“We’re working really hard to help engineer-out the hazard and protect these workers,” Rick Ingram told StateImpact. Ingram works for oil giant BP, coordinating rig safety programs with government regulators.
“We’re getting the word out any way we can about this potential hazard. This hazard alert has really helped us do that, it’s helping bring attention to it,” said Ingram.
The Hazard Alert was for one threat in particular: silica, the chemical component in sand. Each well that’s “fracked” uses tons of sand that’s shot down the hole at high pressure, fracturing the shale rock formations thousands of feet underground. The sand particles act as tiny wedges, holding the rocks open, allowing natural gas and oil to escape.
So much sand is now being used in Gonzales County, 75 miles east of San Antonio—the heart of the mineral-rich Eagle Ford Shale—that a freight train company has built a new rail yard. On the site are enormous silos for sand operated by oilfield service companies including Halliburton. Trucks haul the sand to drill sites in Gonzales and neighboring counties. But as it’s off-loaded from those trucks, federal workplace investigators say the sand can create dangerous amounts of dust.
Over 10 Times Limit in Texas
In air samples taken at a drill site in the Eagle Ford Shale late last summer, investigators found silica dust levels exceeding government safety standards in half of the eight samples taken. In one sample, silica levels were over 10 times the safe limit which meant that even if workers wore air-purifying half-masks, they still would be in danger according to NIOSH. Similar and sometimes worse levels were found at sites in other fracking hotspots in Pennsylvania, Colorado and Arkansas. In fact, NIOSH says silica dust levels exceeded government safety standards at every fracking site they tested.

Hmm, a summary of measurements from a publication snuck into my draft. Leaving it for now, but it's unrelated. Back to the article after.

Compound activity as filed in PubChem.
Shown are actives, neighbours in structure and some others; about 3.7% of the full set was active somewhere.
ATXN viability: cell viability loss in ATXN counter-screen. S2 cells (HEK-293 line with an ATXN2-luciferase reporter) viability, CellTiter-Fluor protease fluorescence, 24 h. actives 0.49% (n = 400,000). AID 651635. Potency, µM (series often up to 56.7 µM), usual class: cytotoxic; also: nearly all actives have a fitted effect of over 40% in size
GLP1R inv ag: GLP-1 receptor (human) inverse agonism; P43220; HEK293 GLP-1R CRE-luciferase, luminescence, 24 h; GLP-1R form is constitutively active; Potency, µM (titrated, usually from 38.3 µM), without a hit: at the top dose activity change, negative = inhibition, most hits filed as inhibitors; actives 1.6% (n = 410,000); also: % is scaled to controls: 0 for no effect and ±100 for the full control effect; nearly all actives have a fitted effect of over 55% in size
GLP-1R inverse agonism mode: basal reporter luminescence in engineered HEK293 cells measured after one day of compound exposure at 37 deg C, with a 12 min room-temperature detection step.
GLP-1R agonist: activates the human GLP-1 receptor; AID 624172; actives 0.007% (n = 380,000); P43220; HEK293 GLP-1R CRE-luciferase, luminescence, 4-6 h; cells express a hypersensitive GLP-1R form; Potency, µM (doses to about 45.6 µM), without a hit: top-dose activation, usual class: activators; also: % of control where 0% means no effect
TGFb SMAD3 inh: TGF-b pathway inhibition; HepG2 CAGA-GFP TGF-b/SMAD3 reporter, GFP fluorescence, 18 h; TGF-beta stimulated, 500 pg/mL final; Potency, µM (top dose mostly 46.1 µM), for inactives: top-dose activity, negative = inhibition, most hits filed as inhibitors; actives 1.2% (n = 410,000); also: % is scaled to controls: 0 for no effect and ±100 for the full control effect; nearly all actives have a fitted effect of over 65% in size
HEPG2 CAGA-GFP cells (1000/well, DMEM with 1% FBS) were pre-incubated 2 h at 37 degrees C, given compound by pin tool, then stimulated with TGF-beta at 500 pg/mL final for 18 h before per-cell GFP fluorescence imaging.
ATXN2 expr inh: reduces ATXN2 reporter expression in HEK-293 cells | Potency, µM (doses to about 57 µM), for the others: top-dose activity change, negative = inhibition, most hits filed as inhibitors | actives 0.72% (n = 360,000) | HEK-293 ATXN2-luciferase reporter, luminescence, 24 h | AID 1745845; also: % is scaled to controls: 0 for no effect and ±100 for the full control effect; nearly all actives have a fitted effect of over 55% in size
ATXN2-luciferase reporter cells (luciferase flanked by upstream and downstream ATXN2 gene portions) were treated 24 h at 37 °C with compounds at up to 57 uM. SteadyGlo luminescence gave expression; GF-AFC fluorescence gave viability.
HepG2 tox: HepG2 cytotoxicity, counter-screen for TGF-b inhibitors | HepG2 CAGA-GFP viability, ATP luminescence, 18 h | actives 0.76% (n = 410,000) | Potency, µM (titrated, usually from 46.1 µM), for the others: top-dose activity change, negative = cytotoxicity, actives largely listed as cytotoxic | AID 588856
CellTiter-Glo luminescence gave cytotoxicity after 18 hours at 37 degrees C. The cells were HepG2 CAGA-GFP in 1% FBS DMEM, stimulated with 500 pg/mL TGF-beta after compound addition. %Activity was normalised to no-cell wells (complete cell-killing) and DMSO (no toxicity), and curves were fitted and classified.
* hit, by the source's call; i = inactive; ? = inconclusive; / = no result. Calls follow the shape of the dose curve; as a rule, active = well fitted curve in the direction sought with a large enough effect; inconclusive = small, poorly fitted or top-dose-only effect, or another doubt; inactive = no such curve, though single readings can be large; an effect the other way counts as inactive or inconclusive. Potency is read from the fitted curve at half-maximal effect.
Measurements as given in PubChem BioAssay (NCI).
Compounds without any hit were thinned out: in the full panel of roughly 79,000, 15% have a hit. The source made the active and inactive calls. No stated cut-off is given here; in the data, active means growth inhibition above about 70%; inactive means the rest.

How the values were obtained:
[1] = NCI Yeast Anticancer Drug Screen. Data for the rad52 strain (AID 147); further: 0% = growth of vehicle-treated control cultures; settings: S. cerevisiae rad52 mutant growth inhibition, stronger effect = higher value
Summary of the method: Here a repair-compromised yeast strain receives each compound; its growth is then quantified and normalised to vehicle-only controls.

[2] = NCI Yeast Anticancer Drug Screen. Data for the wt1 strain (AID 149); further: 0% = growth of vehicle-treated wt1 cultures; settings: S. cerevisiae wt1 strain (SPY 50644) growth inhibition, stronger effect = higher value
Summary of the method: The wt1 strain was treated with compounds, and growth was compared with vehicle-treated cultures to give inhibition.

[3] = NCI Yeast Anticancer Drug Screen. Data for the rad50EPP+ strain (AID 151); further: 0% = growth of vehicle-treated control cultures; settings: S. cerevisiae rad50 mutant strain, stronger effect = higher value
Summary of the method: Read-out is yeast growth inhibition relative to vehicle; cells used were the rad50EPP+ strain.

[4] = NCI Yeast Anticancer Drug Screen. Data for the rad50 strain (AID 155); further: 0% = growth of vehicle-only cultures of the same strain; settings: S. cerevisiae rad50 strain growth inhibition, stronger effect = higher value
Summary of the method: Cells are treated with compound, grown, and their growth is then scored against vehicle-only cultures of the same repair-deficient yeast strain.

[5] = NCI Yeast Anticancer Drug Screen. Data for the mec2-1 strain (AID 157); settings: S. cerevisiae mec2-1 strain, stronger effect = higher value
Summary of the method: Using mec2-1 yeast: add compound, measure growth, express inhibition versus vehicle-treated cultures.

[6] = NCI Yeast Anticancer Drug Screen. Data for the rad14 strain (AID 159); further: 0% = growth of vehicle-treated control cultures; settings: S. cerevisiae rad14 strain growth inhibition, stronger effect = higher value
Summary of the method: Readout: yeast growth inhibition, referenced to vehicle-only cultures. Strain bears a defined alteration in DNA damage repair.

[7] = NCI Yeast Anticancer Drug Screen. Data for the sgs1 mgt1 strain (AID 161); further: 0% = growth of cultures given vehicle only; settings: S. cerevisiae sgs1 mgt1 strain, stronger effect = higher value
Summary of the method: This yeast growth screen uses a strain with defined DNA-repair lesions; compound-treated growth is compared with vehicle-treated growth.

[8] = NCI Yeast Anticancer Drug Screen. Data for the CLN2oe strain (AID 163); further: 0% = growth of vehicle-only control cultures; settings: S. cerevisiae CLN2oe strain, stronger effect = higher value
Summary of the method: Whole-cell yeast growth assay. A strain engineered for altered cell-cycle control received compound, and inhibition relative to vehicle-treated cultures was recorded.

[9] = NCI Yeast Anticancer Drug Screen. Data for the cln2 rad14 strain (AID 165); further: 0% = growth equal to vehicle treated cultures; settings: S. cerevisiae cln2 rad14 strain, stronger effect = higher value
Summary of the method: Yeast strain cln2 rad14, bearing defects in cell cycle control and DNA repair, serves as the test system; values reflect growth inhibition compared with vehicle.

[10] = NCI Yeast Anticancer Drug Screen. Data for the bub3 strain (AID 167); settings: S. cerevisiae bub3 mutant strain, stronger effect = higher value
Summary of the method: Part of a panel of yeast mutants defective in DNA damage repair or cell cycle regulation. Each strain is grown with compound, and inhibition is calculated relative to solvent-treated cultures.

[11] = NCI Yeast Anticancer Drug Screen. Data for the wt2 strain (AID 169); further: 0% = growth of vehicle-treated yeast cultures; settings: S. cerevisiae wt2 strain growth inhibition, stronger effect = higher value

Breathing silica dust can cause silicosis, an incurable lung disease, and increases the risk of lung cancer.
“Short term exposure at a high enough level can result in permanent damage,” said Robert Emery, a chemical safety expert with the University of Texas Health Science Center at Houston.
Emery points to a problem that occurred the last time there was a boom in drilling: radiation. Technicians use industrial x-ray machines to check the welds in pipes. During the boom of the 1980′s, inspectors found workers were being exposed to dangerous levels of radiation from the x-rays. Emery says new regulations were put in place in Texas, resulting in almost no over-exposures today.
“That’s a great success story. But in its place now, a different hazard has come up,” said Emery.
Silica Not Only Toxic Hazard
Silica was actually just one of several fracking chemicals (silica is silicon dioxide) that NIOSH said can pose hazards at well sites. There are “biocides”like chlorine used to kill slime in hydraulic lines. There are fumes from the hydrochloric acid used to clean cement out of the lines. There’s exhaust from diesel trucks and generators.
And there’s hydrogen sulfide gas. The heavier-than-air gas can be deadly and it’s why workers wear what look like yellow pagers.
“It’s an H2 monitor,” explained Robert Colin, an oilfield worker who paints tanks that hold crude oil.
“It’ll start beeping if the level gets to high,” Colin told StateImpact.
He wears the sensor on the chest pocket of his coveralls. Its placement is no accident.
“It’s gotta be worn down here. Some guys wear it on their hard hat but once the fumes get up to your head, you’re gone.”
With the sensors, evacuation plans, and concern over what workers are breathing, Colin says “it feels like we’re working in a refinery.”
The pocket sensors are a way to protect workers from chemical vapors. But what about the danger from the silica dust? There are no pocket sensors for that and NIOSH says it won’t be as simple as providing respirator face masks.
“Given the magnitude of silica-containing, respirable dust exposures measured by NIOSH, personal respiratory protection alone is not sufficient to adequately protect against workplace exposures,” said the NIOSH scientists in a report.
Instead, NIOSH and the oil and gas industry are working on modifications to the equipment that moves sand from rail cars to trucks and finally to tanks at the well site. Covering up access ports, using augers to move sand instead of conveyor belts, and something as simple as watering down roads where the fine sand has spilled might reduce the dust inhaled by workers.
NIOSH said respirators should be provided as well to workers if the modifications don’t reduce dust levels to acceptable levels. The agency is also recommending that companies do medical monitoring of workers including lung exams and chest x-rays.